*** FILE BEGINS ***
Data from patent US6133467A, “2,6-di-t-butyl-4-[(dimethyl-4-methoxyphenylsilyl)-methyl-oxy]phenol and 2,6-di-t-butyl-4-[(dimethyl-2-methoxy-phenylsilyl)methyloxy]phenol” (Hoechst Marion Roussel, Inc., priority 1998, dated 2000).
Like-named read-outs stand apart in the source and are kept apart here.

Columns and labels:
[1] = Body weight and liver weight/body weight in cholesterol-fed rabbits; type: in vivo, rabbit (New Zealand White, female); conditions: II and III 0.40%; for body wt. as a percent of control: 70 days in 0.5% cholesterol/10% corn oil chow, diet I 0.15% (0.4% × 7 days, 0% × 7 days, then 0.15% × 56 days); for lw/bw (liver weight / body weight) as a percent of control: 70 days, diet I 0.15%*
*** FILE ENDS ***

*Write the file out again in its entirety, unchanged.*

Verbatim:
Data from patent US6133467A, “2,6-di-t-butyl-4-[(dimethyl-4-methoxyphenylsilyl)-methyl-oxy]phenol and 2,6-di-t-butyl-4-[(dimethyl-2-methoxy-phenylsilyl)methyloxy]phenol” (Hoechst Marion Roussel, Inc., priority 1998, dated 2000).
Like-named read-outs stand apart in the source and are kept apart here.

Columns and labels:
[1] = Body weight and liver weight/body weight in cholesterol-fed rabbits; type: in vivo, rabbit (New Zealand White, female); conditions: II and III 0.40%; for body wt. as a percent of control: 70 days in 0.5% cholesterol/10% corn oil chow, diet I 0.15% (0.4% × 7 days, 0% × 7 days, then 0.15% × 56 days); for lw/bw (liver weight / body weight) as a percent of control: 70 days, diet I 0.15%*